Reviewed by
Colin Jacobson

Title: Platoon (1986)
Studio Line: MGM - The first casaulty of war is innocence.

Winner of four Academy Awards including Best Picture, and based on the first-hand experience of Oscar-winning director Oliver Stone, Platoon is powerful, intense and starkly brutal. "Harrowingly realistic and completely convincing" (Leonard Maltin), it is "a dark, unforgettable memorial" (The Washington Post) to every soldier whose innocence was lost in the war-torn jungles of Vietnam.

Chris Taylor (Charlie Sheen) is a young naïve American who, upon his arrival in Vietnam, quickly discovers that he must do battle not only with the Viet Cong, but also with the gnawing fear, physical exhaustion and intense anger growing within him. While his two commanding officers (Oscar-nominated Tom Berenger and William Dafoe) draw a fine line between the war they wage against the enemy and the one they fight with each other, the conflict, chaos and hatred permeate Taylor, suffocating his realities and numbing his feelings to man's highest value…life.

Director: Oliver Stone
Cast: Tom Berenger, Willem Dafoe, Charlie Sheen, Forest Whitaker, Francesco Quinn, John C. McGinley, Johnny Depp
Academy Awards: Won for Best Picture; Best Director; Best Film Editing; Best Sound. Nominated for Best Screenplay-Oliver Stone; Best Supporting Actor-Tom Berenger, Willem Dafoe; Best Cinematography, 1987.
Box Office: Budget: $6 million. Gross: $137.963 million.
DVD: Widescreen 1.85:1/16x9; audio English DD 5.1, Spanish Dolby Surround; subtitles Spanish, French; closed-captioned; single side - dual layer; 32 chapters; rated R; 120 min.; $19.98; street date 8/15/00.
Supplements: Collectible Booklet; Theatrical Trailer.
Purchase: DVD | Score soundtrack - George Delerue, Various Artists

Picture/Sound/Extras: B/B/D-

When Platoon hit my local theater in early 1987, it caused an immediate reaction. The film did enormous business in my area (granted, it only played at one theater in Charlottesville, Virginia, so that wasn't tough) and it really impressed the people who saw it. I recall all of the buzz about what an intense and harrowing experience the film provided.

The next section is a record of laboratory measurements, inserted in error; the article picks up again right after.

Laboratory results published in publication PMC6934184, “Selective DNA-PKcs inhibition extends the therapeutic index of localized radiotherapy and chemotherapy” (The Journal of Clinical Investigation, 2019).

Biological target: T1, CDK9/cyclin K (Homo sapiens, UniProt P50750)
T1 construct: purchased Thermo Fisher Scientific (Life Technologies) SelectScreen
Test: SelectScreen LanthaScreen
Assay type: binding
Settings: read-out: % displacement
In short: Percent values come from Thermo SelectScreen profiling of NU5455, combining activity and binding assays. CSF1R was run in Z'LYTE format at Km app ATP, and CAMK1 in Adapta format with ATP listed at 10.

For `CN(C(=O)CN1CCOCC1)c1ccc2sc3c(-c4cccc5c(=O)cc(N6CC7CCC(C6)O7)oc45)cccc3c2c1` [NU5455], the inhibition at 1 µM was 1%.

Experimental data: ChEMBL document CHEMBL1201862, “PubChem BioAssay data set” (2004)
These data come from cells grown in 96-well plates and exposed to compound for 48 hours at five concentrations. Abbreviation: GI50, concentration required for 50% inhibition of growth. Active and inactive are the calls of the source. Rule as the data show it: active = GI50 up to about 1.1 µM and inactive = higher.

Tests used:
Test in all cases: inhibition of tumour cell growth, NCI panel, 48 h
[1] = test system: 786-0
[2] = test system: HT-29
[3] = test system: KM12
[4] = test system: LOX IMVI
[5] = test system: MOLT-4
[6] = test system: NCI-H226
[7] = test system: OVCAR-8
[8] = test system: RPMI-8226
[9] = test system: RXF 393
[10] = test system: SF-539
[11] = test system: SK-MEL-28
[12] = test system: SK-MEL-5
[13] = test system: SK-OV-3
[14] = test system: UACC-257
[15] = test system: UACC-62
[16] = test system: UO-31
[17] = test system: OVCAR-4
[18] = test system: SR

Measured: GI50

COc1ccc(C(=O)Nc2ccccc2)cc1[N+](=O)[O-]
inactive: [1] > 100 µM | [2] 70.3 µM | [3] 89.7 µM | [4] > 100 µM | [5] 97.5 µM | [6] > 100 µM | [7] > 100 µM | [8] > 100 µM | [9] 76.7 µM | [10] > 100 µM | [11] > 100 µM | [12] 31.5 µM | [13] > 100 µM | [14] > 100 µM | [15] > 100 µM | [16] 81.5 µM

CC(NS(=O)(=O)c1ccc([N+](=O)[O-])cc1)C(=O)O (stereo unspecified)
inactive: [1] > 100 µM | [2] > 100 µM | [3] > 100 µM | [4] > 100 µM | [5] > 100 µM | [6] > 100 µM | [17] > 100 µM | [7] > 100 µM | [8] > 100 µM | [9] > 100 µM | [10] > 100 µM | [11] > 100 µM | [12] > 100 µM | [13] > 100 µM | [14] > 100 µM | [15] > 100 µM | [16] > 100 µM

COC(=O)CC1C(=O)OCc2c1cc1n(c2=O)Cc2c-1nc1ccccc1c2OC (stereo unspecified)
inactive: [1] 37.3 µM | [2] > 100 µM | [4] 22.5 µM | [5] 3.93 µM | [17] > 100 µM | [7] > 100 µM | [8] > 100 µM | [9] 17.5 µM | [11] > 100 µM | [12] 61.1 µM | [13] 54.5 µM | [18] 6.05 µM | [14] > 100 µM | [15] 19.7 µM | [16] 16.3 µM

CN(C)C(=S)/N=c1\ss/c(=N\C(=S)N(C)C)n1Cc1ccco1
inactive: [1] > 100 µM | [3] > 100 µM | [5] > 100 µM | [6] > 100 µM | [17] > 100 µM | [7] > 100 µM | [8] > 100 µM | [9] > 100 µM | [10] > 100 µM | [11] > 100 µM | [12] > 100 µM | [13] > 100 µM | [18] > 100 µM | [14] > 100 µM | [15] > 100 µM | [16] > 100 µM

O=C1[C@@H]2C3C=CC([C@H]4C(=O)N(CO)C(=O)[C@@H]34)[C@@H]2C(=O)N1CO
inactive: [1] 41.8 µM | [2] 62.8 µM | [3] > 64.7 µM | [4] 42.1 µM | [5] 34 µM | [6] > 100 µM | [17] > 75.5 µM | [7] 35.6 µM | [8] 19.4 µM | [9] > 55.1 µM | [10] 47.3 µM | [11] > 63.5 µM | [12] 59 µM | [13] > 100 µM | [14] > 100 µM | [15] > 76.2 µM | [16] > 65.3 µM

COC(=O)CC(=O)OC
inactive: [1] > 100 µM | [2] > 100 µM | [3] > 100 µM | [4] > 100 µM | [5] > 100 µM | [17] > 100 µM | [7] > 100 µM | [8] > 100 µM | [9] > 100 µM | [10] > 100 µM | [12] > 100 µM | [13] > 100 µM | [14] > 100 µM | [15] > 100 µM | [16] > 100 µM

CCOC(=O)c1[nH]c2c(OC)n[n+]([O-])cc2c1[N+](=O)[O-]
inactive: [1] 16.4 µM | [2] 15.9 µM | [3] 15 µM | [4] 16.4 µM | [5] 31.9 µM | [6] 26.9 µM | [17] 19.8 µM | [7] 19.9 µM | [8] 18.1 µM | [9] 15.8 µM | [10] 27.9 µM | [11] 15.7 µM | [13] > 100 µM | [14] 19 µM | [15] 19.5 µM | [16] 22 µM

My friends and I checked it out one evening, and I found myself rather unimpressed. To be sure, the movie had its moments, but overall the whole seemed like less than the sum of its parts. There was something lacking in the total picture, I felt.

And I still pretty much feel that way. I've seen Platoon at least twice since 1987 - I also rented the laserdisc about four years ago - and it remains a moderately compelling but inconsistent film.

A lot of that stems from the usual problem I have with Oliver Stone's movies: the guy isn't exactly subtle. Although many regard the film as the most honest and intense made about the war in Vietnam, I think Stone's agenda interferes with that basic truthfulness. In a nutshell, he tries too hard to make the events perfectly emblematic of the conflicts involved with that dispute.

Stone neatly gives us "good" in the character of Elias (Willem Dafoe, apparently practicing to play Jesus in The Last Temptation of Christ) and "evil" through Barnes (Tom Berenger). These two are constantly at each other, and guess who wins? Well, I won't say, since it might spoil it. Actually, that question seems slightly up in the air, since the film largely acts as a contest between the two for the "soul" of new recruit Chris Taylor (Charlie Sheen), who behaves as the "everyman" in the troop, and therefore represents the basic thoughts and desires of the US as a whole.

Or something like that. Platoon skitters about quite a lot and it's hard to pin down much of the time. On one hand, it seems to avoid a coherent narrative, which seems logical in that a confused, random sequence of events might best encapsulate the nature of the war. On the other, it goes to pains to set up this aforementioned morality play, and seems a bit stilted at times as it works its way through this plot.